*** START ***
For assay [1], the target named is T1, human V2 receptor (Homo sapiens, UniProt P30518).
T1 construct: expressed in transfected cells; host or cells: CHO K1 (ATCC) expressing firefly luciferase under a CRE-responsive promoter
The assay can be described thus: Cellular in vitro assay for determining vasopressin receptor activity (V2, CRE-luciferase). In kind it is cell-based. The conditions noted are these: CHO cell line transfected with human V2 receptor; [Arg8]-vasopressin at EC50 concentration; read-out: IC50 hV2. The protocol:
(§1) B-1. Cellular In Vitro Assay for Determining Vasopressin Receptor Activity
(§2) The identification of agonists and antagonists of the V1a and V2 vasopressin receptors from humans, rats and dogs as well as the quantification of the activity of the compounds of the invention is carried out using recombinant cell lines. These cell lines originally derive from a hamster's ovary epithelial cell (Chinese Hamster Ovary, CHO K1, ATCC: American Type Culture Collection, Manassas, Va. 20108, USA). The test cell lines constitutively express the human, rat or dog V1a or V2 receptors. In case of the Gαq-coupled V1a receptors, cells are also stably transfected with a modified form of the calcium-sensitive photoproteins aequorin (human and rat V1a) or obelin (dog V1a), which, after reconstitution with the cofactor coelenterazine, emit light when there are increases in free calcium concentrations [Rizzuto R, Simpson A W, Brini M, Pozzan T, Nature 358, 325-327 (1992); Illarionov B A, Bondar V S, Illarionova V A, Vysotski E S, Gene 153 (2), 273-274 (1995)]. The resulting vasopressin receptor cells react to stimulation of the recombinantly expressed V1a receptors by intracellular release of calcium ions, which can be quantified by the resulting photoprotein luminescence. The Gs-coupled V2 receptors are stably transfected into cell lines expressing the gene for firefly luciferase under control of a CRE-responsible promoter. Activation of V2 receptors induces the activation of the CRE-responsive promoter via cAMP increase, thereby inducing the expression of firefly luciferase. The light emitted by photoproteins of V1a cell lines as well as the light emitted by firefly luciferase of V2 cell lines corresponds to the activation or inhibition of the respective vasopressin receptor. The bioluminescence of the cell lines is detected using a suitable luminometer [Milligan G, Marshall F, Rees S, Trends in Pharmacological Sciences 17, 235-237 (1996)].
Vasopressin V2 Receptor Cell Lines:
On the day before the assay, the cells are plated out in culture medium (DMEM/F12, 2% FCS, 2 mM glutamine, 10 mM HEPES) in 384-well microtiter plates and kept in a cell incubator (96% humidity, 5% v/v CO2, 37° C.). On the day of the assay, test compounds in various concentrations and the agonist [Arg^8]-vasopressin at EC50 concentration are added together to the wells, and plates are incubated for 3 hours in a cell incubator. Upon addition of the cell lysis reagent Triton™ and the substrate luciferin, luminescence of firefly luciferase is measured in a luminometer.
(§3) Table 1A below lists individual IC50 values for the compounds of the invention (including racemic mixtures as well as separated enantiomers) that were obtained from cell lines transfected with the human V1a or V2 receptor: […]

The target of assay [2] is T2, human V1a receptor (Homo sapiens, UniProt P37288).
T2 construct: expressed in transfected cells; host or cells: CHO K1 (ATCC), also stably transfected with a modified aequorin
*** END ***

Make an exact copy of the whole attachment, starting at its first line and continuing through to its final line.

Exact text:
For assay [1], the target named is T1, human V2 receptor (Homo sapiens, UniProt P30518).
T1 construct: expressed in transfected cells; host or cells: CHO K1 (ATCC) expressing firefly luciferase under a CRE-responsive promoter
The assay can be described thus: Cellular in vitro assay for determining vasopressin receptor activity (V2, CRE-luciferase). In kind it is cell-based. The conditions noted are these: CHO cell line transfected with human V2 receptor; [Arg8]-vasopressin at EC50 concentration; read-out: IC50 hV2. The protocol:
(§1) B-1. Cellular In Vitro Assay for Determining Vasopressin Receptor Activity
(§2) The identification of agonists and antagonists of the V1a and V2 vasopressin receptors from humans, rats and dogs as well as the quantification of the activity of the compounds of the invention is carried out using recombinant cell lines. These cell lines originally derive from a hamster's ovary epithelial cell (Chinese Hamster Ovary, CHO K1, ATCC: American Type Culture Collection, Manassas, Va. 20108, USA). The test cell lines constitutively express the human, rat or dog V1a or V2 receptors. In case of the Gαq-coupled V1a receptors, cells are also stably transfected with a modified form of the calcium-sensitive photoproteins aequorin (human and rat V1a) or obelin (dog V1a), which, after reconstitution with the cofactor coelenterazine, emit light when there are increases in free calcium concentrations [Rizzuto R, Simpson A W, Brini M, Pozzan T, Nature 358, 325-327 (1992); Illarionov B A, Bondar V S, Illarionova V A, Vysotski E S, Gene 153 (2), 273-274 (1995)]. The resulting vasopressin receptor cells react to stimulation of the recombinantly expressed V1a receptors by intracellular release of calcium ions, which can be quantified by the resulting photoprotein luminescence. The Gs-coupled V2 receptors are stably transfected into cell lines expressing the gene for firefly luciferase under control of a CRE-responsible promoter. Activation of V2 receptors induces the activation of the CRE-responsive promoter via cAMP increase, thereby inducing the expression of firefly luciferase. The light emitted by photoproteins of V1a cell lines as well as the light emitted by firefly luciferase of V2 cell lines corresponds to the activation or inhibition of the respective vasopressin receptor. The bioluminescence of the cell lines is detected using a suitable luminometer [Milligan G, Marshall F, Rees S, Trends in Pharmacological Sciences 17, 235-237 (1996)].
Vasopressin V2 Receptor Cell Lines:
On the day before the assay, the cells are plated out in culture medium (DMEM/F12, 2% FCS, 2 mM glutamine, 10 mM HEPES) in 384-well microtiter plates and kept in a cell incubator (96% humidity, 5% v/v CO2, 37° C.). On the day of the assay, test compounds in various concentrations and the agonist [Arg^8]-vasopressin at EC50 concentration are added together to the wells, and plates are incubated for 3 hours in a cell incubator. Upon addition of the cell lysis reagent Triton™ and the substrate luciferin, luminescence of firefly luciferase is measured in a luminometer.
(§3) Table 1A below lists individual IC50 values for the compounds of the invention (including racemic mixtures as well as separated enantiomers) that were obtained from cell lines transfected with the human V1a or V2 receptor: […]

The target of assay [2] is T2, human V1a receptor (Homo sapiens, UniProt P37288).
T2 construct: expressed in transfected cells; host or cells: CHO K1 (ATCC), also stably transfected with a modified aequorin